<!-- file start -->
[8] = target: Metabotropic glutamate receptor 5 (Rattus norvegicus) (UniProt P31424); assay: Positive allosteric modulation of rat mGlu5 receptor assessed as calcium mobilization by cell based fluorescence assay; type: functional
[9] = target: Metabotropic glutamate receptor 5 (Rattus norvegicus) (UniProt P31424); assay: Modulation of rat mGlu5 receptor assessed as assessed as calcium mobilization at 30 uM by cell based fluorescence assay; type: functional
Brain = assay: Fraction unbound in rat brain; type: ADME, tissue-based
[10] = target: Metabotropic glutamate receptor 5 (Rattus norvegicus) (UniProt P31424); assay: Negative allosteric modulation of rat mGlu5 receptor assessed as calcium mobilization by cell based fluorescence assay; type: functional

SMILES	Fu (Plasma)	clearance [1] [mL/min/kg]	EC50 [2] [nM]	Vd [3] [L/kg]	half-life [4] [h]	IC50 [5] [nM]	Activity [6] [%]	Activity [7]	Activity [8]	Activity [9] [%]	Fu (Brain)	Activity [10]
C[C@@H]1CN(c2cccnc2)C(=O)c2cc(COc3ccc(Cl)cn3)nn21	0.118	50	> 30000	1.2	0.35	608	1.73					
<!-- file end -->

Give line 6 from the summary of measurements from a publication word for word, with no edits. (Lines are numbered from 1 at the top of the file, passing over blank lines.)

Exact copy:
C[C@@H]1CN(c2cccnc2)C(=O)c2cc(COc3ccc(Cl)cn3)nn21	0.118	50	> 30000	1.2	0.35	608	1.73					